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Six Billion Paths to Peace Family Service Event at the Shinnyo-en Chicago Temple

Contributed by Jenny Friedman, Executive Director, Doing Good Together


Markers, fleece, and a big dose of commitment filled the community rooms of the Chicago Temple for the first-ever “Six Billion Paths to Peace Family Service Event” on December 2nd, 2012.  A Minneapolis-based nonprofit, Doing Good Together (, was thrilled to be invited to partner with the Shinnyo-en Foundation and the Temple to organize the event, which gave families a chance to do readymade service activities while also learning about ongoing volunteer opportunities in their community.

The event started with a video viewing of the fire ceremony held on November 25th in Taipei, Taiwan, with the theme “Awakening Your Buddha Nature” – which was led by Her Holiness, Shinso Ito. She solemnly rang a hand bell to awaken everyone’s Buddha nature and encouraged members to contribute to society for the sake of others. It was the perfect day to put our spirit of service into action for the people in the community of Elk Grove, Illinois.

After a few words by Reverend Fumio Ishizaka and event organizers, participants moved among six “stations,” each with a different hands-on service activity. In little over an hour, the participants accomplished remarkable things. Working together, they eased the burden of several Chicago-area nonprofits by:

  • decorating dozens of placemats and lunch bags for the DuPage Senior Citizens Council, which serves local seniors.
  • decorating and filling 50 Party-in-a- Bag kits — including cake mix, frosting, balloons, party tableware, and candles — so that every child in the community can have a birthday celebration. Some kits were donated to WINGS, which works to end domestic violence and homelessness; others went to Humanitarian Service Project, whose mission is to alleviate the suffering caused by poverty.
  • making colorful modeling clay for the children served by WINGS.
  • cutting and tying no-sew fleece blankets for the Kenneth Young Center, which provides mental health and senior citizens’ support services.
  • decorating a grocery bag that families could take home, fill with food items, and deliver to the Humanitarian Service Project food pantry, which is in desperate need of supplies.
  • creating greeting cards to cheer a boy and girl struggling with life-threatening diseases, through a national organization called Send Kids the World.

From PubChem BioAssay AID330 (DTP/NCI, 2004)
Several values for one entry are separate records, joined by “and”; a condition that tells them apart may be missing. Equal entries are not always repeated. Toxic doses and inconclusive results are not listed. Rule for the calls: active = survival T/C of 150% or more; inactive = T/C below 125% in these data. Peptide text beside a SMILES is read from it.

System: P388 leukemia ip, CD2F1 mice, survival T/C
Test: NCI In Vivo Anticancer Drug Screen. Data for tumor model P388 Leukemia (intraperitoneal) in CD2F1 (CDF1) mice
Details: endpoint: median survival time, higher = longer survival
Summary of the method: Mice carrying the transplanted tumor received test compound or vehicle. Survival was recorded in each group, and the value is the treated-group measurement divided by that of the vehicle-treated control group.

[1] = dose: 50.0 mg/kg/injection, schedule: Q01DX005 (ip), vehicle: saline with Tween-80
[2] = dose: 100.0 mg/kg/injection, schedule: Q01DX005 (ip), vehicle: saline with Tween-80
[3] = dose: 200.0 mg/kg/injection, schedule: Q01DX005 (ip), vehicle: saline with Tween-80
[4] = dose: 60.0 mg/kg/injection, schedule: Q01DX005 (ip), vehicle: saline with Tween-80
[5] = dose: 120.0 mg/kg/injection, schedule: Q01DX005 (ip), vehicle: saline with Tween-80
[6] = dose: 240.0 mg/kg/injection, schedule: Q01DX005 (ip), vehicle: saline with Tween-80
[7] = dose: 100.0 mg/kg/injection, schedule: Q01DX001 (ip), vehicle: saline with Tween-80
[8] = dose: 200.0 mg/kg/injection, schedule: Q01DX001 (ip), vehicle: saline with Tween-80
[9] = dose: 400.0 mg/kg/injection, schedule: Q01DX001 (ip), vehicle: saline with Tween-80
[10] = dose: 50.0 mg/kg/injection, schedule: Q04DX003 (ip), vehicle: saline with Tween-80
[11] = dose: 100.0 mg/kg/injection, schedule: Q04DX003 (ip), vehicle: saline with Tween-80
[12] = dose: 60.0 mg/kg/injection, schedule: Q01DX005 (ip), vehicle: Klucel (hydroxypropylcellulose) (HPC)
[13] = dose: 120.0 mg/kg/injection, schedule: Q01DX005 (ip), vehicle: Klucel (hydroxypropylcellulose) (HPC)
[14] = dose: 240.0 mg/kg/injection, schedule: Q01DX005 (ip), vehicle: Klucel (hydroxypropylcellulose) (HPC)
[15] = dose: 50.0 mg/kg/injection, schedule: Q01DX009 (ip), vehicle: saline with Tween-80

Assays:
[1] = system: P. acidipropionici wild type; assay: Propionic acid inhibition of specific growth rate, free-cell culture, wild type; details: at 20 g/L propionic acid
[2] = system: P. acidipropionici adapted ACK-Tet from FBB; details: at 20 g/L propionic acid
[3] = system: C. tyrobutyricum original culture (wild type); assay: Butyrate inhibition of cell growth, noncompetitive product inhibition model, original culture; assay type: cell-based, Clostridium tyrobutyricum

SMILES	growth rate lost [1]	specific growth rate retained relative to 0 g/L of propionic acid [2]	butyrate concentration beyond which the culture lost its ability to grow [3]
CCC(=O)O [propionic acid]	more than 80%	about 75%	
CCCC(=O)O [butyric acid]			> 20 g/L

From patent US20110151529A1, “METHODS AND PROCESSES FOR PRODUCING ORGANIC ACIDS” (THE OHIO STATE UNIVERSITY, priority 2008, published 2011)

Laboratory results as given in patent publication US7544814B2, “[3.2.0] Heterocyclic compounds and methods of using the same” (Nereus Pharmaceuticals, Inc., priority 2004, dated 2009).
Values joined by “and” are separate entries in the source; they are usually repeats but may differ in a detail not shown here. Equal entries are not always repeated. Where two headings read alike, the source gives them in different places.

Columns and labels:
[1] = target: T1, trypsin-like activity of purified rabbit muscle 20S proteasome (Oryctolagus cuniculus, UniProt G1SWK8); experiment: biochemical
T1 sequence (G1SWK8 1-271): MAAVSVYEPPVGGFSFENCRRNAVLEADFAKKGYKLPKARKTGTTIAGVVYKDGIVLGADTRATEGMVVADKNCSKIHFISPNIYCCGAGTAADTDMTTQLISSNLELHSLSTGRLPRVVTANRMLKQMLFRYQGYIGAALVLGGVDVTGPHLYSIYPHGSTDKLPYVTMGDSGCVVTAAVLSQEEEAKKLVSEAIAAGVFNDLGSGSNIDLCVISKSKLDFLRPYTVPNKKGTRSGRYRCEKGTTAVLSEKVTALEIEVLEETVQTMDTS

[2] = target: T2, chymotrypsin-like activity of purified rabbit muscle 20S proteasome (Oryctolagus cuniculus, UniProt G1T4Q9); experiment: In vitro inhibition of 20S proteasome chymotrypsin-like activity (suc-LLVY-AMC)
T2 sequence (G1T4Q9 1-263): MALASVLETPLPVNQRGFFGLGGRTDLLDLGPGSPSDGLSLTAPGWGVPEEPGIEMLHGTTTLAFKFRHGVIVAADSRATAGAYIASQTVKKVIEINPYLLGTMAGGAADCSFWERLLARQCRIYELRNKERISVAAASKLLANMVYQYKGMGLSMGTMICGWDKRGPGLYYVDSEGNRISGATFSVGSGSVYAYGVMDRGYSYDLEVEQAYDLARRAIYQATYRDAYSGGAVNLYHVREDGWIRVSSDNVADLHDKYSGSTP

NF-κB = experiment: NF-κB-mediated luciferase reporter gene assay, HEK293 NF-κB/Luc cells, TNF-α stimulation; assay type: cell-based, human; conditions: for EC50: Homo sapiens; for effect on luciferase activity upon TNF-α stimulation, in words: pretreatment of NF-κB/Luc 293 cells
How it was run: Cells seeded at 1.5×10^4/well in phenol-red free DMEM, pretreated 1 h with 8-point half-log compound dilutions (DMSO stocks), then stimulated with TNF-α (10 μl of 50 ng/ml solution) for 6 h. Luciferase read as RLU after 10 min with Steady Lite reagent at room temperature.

Approximately 10 representatives from Community Character Coalition (CCC) of Elk Grove also joined the Sunday afternoon event. Representatives from many of the local community organizations that benefited from the day’s activities were also on hand to talk about their mission and volunteer opportunities. Attendees later received a handy e-booklet describing those volunteer ideas. Each family also created a “giving jar” to take home, to use as a focal point for discussions about their own family values and how they might continue to contribute. A “giving jar” is a large glass jar with a slit on its lid like a piggy bank in which to deposit coins. As the jar is filled over time, families can choose causes to which they want to donate the coins once the jar becomes full.

The 70 or so participants closed their time together with reflection. Everyone was asked to illustrate their own personal path to peace by creating two bookmarks – one to take home to remind them of their commitment, and one to hang on a line that was strung across a large window. The crowded string was a potent symbol of the collective impact that results when each of us takes a small step toward building a more harmonious world.

The feeling of excitement, inspiration, and warmth that was evident throughout the afternoon was reflected in the evaluations. Every participant not only rated the event as “Great,” but every one of them asked that the Temple host a similar event again within a year. By the end of the afternoon, parents had passed along ideas about compassion and kindness to their children; the community has gotten extra helping hands; and Temple and community members had shared the joy of service.